Brain Fog in Lyme Disease: What is it?

Photo by Erik Karits on Pexels.com

First Published: 1/2/17
Updated: 8/20/20

There are two kinds of brain fog in Lyme disease. Some people have both forms.

  • Type 1 Brain Fog. The first kind is a feeling or sensation of cloudiness or fogginess of the head.
  • Type 2 Brain Fog. The second type is a problem with brain function where a person cannot think. People with thinking problems usually have problems with short-term memory, confusion, poor attention, organization, word finding, or concentration.

Type 1 brain fog is caused by a buildup of cytokine inflammation chemicals and another chemical made in brain infections called quinolinic acid. It is also due to a buildup of toxins in the blood from mold or yeast overgrowth in the intestines. While the literature does not describe this type of brain fog or its treatment. I have observed great improvement in Type 1 brain fog by lowering cytokine inflammation chemicals with liposomal curcumin 500 mg 3 times a day, eliminating intestinal yeast, or removing mold toxins. See Step One: Treat Infections or Mold Toxins below for links to articles on this site regarding yeast and mold toxins. Note, fixing Type 2 brain fog also fixes Type 1 brain fog.

In this article I focus primarily on the treatment steps for Type 2 brain fog. Type 2 brain fog has three possible causes

  • inflammation caused by infections like Lyme and/or mold toxicity,
  • mitochondria cell energy factory dysfunction caused by oxidative stress from infections or direct damage from mold and other toxins, and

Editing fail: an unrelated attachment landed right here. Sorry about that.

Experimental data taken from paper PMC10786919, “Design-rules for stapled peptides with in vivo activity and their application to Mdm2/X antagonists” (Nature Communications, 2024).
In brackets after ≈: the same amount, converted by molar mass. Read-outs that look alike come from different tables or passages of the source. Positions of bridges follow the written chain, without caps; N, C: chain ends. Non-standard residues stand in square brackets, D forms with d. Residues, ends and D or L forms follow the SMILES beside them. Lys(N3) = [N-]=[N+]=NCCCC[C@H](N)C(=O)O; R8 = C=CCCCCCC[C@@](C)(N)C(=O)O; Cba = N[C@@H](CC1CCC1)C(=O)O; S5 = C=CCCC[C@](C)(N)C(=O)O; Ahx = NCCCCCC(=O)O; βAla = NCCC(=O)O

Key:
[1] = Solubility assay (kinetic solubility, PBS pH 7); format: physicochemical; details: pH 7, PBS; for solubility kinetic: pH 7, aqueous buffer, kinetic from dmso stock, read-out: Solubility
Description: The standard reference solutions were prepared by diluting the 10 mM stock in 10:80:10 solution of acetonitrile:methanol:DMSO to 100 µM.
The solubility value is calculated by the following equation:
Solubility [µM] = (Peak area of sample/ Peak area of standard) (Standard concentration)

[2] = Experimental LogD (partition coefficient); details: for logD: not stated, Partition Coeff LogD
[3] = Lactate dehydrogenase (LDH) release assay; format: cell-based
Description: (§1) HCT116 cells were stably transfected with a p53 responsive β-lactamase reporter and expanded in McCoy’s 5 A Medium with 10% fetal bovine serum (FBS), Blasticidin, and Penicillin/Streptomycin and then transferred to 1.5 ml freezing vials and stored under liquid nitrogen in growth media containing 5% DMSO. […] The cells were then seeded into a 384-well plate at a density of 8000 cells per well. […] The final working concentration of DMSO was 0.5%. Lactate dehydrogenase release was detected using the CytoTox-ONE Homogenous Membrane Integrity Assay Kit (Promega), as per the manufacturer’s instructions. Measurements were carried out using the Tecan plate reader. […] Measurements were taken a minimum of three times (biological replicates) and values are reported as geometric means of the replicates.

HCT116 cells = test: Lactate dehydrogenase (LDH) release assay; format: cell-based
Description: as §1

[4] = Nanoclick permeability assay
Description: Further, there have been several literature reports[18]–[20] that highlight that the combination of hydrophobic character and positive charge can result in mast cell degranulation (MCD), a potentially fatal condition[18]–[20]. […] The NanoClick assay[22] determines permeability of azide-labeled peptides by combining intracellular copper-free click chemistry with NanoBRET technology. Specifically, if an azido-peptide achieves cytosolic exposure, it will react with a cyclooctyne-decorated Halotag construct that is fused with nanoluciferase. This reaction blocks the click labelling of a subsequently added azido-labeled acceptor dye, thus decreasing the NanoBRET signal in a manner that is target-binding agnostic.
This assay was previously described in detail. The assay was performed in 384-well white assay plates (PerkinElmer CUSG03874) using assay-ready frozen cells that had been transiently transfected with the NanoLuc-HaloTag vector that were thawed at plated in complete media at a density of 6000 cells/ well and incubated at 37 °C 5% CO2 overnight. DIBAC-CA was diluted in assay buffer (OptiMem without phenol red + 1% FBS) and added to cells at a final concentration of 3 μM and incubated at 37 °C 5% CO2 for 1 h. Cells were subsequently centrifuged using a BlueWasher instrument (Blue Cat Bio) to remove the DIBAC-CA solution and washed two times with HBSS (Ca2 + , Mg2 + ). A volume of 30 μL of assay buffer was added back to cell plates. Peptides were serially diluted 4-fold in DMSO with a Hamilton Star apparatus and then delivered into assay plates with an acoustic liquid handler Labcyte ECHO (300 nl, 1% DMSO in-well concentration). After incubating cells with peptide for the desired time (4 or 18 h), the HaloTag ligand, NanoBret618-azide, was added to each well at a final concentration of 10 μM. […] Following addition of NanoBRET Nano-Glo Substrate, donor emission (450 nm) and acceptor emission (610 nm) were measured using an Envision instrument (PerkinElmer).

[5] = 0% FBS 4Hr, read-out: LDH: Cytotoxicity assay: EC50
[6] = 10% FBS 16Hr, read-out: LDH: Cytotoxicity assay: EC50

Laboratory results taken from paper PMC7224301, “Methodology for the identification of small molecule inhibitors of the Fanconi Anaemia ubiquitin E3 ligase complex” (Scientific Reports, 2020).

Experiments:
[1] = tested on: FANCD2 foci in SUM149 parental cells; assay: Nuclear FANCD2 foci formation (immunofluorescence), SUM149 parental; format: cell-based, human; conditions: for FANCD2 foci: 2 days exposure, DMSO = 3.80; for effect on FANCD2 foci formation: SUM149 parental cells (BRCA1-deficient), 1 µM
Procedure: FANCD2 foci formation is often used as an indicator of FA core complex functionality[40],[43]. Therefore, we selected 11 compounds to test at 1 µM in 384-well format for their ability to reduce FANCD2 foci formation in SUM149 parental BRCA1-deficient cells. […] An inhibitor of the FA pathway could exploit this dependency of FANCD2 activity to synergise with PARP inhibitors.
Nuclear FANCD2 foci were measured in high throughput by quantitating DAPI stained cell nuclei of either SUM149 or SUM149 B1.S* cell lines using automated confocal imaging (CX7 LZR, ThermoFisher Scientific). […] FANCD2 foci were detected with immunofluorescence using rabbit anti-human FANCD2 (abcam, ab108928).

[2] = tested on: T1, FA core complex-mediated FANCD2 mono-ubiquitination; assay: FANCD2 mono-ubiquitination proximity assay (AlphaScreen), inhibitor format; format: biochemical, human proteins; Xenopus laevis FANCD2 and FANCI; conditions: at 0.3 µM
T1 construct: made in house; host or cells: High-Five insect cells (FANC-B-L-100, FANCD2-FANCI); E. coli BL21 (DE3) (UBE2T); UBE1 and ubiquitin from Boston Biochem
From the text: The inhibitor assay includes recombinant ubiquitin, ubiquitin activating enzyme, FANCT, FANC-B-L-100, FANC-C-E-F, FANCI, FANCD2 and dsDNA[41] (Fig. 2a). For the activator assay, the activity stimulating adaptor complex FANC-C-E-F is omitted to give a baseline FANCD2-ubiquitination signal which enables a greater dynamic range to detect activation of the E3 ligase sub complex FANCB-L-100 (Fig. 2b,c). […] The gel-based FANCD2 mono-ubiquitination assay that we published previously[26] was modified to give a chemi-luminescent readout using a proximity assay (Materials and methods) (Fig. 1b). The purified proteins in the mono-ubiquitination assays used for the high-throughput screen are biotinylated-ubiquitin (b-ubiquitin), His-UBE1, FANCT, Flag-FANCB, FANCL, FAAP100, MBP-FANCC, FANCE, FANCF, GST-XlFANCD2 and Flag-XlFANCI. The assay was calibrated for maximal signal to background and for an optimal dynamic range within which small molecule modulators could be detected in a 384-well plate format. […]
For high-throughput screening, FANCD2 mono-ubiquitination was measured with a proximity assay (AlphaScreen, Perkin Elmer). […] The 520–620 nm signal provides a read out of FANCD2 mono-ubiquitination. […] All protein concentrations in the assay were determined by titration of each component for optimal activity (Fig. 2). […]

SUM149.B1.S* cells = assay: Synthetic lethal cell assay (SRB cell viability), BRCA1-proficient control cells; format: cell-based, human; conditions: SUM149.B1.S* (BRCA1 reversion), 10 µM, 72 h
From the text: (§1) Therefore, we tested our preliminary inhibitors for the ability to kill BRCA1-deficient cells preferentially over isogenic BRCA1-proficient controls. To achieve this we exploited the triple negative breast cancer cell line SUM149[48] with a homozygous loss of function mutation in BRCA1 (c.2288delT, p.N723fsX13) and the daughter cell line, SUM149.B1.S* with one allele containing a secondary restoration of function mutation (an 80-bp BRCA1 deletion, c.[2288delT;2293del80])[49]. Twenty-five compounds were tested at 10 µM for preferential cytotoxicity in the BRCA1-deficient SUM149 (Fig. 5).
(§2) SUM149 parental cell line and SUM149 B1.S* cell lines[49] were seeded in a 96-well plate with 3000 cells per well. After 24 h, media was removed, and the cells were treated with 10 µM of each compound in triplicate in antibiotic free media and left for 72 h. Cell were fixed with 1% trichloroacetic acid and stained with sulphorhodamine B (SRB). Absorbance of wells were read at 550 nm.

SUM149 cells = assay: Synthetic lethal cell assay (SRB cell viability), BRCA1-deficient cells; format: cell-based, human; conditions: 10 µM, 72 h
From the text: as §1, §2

• excess histamines due to allergies or Mast Cell Activation Syndrome.

Step One: Decrease Inflammation

Eliminate Infections or Mold Toxins

Determine which infections you have or if you have mold toxicity and treat them to lower inflammation that leads to Type 1 brain fog in Lyme disease.

For information about how to diagnose Lyme, yeast, bartonella, or mold toxin problems see:

For more information about treating Lyme, yeast, bartonella or mold toxicity see:

Lower Inflammation Cytokines and/or Quinolinic Acid

Curcumin is a component of turmeric that lowers both cytokines and quinolinic acid which improves brain fog. Take a liposomal form of curcumin to increase the absorption. Liposomal means that it is microscopically wrapped in fat to increase its absorption.

  • Curcumin 500 mg (liposomal) 1 pill 3 times a day.

For more information about cytokines and additional supplements see Control Cytokines: A Guide to Fix Lyme Symptoms & The Immune System. For more information about curcumin see Curcumin.

Step Two: Fix Mitochondria

Mitochondria provide power to cells in the body. This cell power provides energy to function and to heal. In mitochondria dysfunction, infections and mold toxins cause the immune system to make excess oxidizing agents that damage the covering of the mitochondria. This leads to poor uptake of sugar and fat into the mitochondria and damages chemical reactions in the mitochondria. Because of this brain cells cannot function nor do they have the energy to heal – this causes Type 2 brain fog.

For Type 2 Brain Fog I find there are two important steps to repair the mitochondria.

  • First, fix the outside of the mitochondria by repairing the damaged phospholipid fat covering. This is called phospholipid repair.
  • Second, repair the inside of the mitochondria using the antioxidant called glutathione.

Phospholipid Repair

There are two products I suggest to support phospholipid membrane repair. These products are both manufactured by Researched Nutritionals. These products are NT Factor Energy* and ATP 360*. The main difference in these products is that ATP 360 includes Co Q10 and NT Factor Energy does not. ATP 360 is the newest product. Co Q10 should not be used in Babesia treatments that include atovaquone (Mepron and Malarone) because it interferes with their ability to kill this germ. For more information see A Comparison of ATP Fuel, ATP 360 & NT Factor Energy by Researched Nutritionals.

Choose one of the products below based on whether you can take Co Q10 as I describe above. Do not use both of these products together at the same time.